New Zealand has a large number of self-employed people who have overnight had their income reduced drastically, while their fixed costs of business and life have largely stayed the same.
This has been coupled with a decimated tourism and hospitality industry, which in some towns makes up the bulk of employment and revenue generation.
While the banks and finance companies may be able to offer some relief, the struggle remains real. Credit providers must pivot to face the changes. Carrying on business the same way will create problems where none were before and make existing problems worse.
Some ways that businesses can pivot in these uncertain times are:
Mobile Eftpos or Prepay:
The majority of bad debts in the trades and services industries are for accounts between $100 and $250. These are largely uneconomic to collect through agencies civil recovery methods.
If your service is regular and for a set fee, move to a prepay service. If your service is an emergency call out service, have a mobile accounting system like Xero and a mobile eftpos system. Take an extra five minutes at the end of the job to add up the invoice, email it, then take payment instantly. It will save you hours of mucking around later.
If you are providing services to consumers, there should be no expectation of 20th of the month following, payment terms. Letting the customer know this in advance will ensure that there are no surprises.
The kitchen supply industry has a great payment structure that I feel should be implemented across a wider range of industries. This is made up as follows: 40 percent on commission, 40 percent after manufacture, and 20 percent upon installation. That means if the customer hits the wall financially, the supplier is out 20, not 100 percent.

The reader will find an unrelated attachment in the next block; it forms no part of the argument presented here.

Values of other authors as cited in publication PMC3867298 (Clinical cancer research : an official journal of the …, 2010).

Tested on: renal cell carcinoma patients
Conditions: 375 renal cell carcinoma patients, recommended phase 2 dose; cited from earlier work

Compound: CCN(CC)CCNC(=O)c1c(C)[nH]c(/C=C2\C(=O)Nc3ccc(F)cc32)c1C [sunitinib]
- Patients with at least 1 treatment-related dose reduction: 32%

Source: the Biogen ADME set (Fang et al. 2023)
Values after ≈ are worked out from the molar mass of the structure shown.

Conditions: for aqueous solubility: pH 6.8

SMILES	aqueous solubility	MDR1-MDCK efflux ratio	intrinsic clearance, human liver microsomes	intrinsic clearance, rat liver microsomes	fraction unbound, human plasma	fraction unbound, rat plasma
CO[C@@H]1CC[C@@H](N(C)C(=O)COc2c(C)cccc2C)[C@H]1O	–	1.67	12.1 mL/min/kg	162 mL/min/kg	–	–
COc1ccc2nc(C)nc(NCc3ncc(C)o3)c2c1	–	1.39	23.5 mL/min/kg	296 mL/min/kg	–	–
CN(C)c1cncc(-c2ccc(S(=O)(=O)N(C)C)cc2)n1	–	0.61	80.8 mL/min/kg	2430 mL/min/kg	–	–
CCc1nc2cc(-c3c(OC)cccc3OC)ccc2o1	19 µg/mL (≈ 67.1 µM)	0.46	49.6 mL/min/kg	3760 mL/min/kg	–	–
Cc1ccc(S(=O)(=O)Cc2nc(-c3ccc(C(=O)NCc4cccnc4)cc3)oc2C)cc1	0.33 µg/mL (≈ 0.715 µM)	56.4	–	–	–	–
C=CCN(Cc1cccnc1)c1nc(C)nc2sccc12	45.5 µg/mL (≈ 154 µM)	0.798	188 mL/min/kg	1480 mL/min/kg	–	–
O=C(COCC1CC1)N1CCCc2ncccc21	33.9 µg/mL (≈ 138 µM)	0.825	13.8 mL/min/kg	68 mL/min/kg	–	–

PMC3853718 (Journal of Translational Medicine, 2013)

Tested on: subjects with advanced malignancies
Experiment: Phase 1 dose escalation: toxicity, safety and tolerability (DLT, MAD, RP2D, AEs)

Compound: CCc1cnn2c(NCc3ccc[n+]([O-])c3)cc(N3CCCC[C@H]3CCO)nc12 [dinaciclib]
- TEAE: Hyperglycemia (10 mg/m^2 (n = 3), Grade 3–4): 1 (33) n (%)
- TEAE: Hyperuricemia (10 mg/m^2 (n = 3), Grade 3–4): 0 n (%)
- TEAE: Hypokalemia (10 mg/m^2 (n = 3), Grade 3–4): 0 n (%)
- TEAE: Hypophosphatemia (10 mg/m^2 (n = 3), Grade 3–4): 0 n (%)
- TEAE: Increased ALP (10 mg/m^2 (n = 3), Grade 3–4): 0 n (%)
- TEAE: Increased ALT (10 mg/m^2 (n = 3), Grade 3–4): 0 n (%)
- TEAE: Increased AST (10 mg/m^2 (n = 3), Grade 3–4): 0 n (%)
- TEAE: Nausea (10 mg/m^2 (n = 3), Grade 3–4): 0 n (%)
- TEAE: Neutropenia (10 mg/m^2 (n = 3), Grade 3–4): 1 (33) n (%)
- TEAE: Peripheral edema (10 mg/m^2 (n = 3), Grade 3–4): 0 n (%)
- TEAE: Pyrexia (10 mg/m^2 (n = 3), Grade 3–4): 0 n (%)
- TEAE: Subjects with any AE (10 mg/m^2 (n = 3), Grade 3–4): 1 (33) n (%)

I have always said that deposits are the best bulldust filter out there. If a customer without an approved credit account won’t pay a 40 percent deposit up front, especially for bespoke goods when the supplier has the most leverage, the expectation they will pay 100 percent when there is reduced leverage may be a tad unrealistic.
Shortened Collection Cycles:
Businesses often refer accounts to collection after 90 days. In these times, this is too long. If a debtor is communicating and two promises to pay have not resulted in payment, or the debtor has told you of financial hardship, you could make an offer of payment over three months by direct debit instalments.
If a debtor is not communicating at all, I advise sending the account for collection no later than 60 days. If costs can be passed on and you have the right to default list the debtor, your chance of recovery at negligible cost is greatly improved.
Unfortunately, there are going to be some businesses that going to find it very hard going to make it through. International tourism-dependent businesses and close personal contact businesses are in the unenviable position of not knowing when their business can continue and therefore will be very protective of what cash reserves they have left.
Having to juggle between legal obligations to staff and to suppliers could make businesses decide payments on the basis of which action has the most severe consequences. Suppliers dealing with these type of industries have to find a balance between being paid on time and not being paid at all.
Having a written acknowledgement of debt, PPSR security and a personal guarantee would all be advisable to give some kind of surety. But this should be countered with negotiating a direct debit payment plan that both parties can live with.
The current economic environment has highlighted the need to have best practice credit management systems in place, proper terms of trade and disclosure methodologies. The ability to be a secured creditor where appropriate, credit-checking facilities and support in place to collect debts if needed, is essential to give you the best chance of weathering the financial storm.
Just a thought.